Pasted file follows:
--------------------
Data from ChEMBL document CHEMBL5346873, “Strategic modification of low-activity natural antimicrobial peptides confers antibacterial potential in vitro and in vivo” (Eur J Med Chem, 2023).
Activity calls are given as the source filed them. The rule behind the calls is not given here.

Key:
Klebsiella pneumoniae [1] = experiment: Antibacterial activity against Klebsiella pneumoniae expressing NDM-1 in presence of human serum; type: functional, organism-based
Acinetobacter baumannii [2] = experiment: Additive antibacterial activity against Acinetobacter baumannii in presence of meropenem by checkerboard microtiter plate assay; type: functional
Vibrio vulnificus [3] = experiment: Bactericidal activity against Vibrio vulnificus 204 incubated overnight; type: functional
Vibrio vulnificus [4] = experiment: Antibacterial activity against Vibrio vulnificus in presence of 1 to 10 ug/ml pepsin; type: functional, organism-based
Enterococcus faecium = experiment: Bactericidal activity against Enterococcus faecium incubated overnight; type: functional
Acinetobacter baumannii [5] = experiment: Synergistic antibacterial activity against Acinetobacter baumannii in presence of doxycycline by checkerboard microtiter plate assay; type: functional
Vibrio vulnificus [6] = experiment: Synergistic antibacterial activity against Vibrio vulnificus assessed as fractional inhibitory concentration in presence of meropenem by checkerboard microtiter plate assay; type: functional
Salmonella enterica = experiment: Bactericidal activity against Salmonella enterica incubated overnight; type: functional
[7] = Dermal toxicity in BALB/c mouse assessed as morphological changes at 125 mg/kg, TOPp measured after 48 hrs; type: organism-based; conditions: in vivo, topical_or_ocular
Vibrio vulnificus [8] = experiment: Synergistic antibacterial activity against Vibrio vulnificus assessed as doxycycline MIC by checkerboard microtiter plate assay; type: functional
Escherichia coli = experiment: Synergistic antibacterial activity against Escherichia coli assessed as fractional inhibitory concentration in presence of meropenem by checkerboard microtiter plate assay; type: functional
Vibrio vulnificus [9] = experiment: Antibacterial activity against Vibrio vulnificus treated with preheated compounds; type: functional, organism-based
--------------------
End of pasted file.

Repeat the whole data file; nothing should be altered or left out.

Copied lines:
Data from ChEMBL document CHEMBL5346873, “Strategic modification of low-activity natural antimicrobial peptides confers antibacterial potential in vitro and in vivo” (Eur J Med Chem, 2023).
Activity calls are given as the source filed them. The rule behind the calls is not given here.

Key:
Klebsiella pneumoniae [1] = experiment: Antibacterial activity against Klebsiella pneumoniae expressing NDM-1 in presence of human serum; type: functional, organism-based
Acinetobacter baumannii [2] = experiment: Additive antibacterial activity against Acinetobacter baumannii in presence of meropenem by checkerboard microtiter plate assay; type: functional
Vibrio vulnificus [3] = experiment: Bactericidal activity against Vibrio vulnificus 204 incubated overnight; type: functional
Vibrio vulnificus [4] = experiment: Antibacterial activity against Vibrio vulnificus in presence of 1 to 10 ug/ml pepsin; type: functional, organism-based
Enterococcus faecium = experiment: Bactericidal activity against Enterococcus faecium incubated overnight; type: functional
Acinetobacter baumannii [5] = experiment: Synergistic antibacterial activity against Acinetobacter baumannii in presence of doxycycline by checkerboard microtiter plate assay; type: functional
Vibrio vulnificus [6] = experiment: Synergistic antibacterial activity against Vibrio vulnificus assessed as fractional inhibitory concentration in presence of meropenem by checkerboard microtiter plate assay; type: functional
Salmonella enterica = experiment: Bactericidal activity against Salmonella enterica incubated overnight; type: functional
[7] = Dermal toxicity in BALB/c mouse assessed as morphological changes at 125 mg/kg, TOPp measured after 48 hrs; type: organism-based; conditions: in vivo, topical_or_ocular
Vibrio vulnificus [8] = experiment: Synergistic antibacterial activity against Vibrio vulnificus assessed as doxycycline MIC by checkerboard microtiter plate assay; type: functional
Escherichia coli = experiment: Synergistic antibacterial activity against Escherichia coli assessed as fractional inhibitory concentration in presence of meropenem by checkerboard microtiter plate assay; type: functional
Vibrio vulnificus [9] = experiment: Antibacterial activity against Vibrio vulnificus treated with preheated compounds; type: functional, organism-based